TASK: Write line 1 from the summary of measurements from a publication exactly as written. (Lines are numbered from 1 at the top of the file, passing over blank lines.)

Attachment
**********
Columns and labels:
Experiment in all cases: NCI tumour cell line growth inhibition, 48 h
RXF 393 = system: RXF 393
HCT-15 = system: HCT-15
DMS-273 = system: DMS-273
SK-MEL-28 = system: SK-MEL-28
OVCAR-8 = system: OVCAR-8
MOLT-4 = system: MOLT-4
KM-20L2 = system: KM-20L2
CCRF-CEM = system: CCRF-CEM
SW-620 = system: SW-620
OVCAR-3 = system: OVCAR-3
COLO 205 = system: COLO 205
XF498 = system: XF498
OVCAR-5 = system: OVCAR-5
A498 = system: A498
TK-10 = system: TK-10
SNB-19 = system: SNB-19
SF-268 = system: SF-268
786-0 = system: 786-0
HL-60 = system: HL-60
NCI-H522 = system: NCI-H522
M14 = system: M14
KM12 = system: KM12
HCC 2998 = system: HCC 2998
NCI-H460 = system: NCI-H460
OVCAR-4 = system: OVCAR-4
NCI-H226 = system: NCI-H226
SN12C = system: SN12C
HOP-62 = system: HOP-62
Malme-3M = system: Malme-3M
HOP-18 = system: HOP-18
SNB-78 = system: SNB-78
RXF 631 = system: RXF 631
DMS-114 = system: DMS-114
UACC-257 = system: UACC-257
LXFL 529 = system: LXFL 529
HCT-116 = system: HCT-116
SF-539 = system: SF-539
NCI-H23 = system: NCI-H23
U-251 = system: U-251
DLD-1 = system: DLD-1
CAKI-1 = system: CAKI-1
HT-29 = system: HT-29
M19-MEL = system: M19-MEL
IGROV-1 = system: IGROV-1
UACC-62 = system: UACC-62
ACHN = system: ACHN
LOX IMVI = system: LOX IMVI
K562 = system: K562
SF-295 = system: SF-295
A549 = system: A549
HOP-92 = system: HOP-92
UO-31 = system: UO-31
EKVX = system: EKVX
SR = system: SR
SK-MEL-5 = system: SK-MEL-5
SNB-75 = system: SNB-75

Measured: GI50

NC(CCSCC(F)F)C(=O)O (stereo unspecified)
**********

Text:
Columns and labels: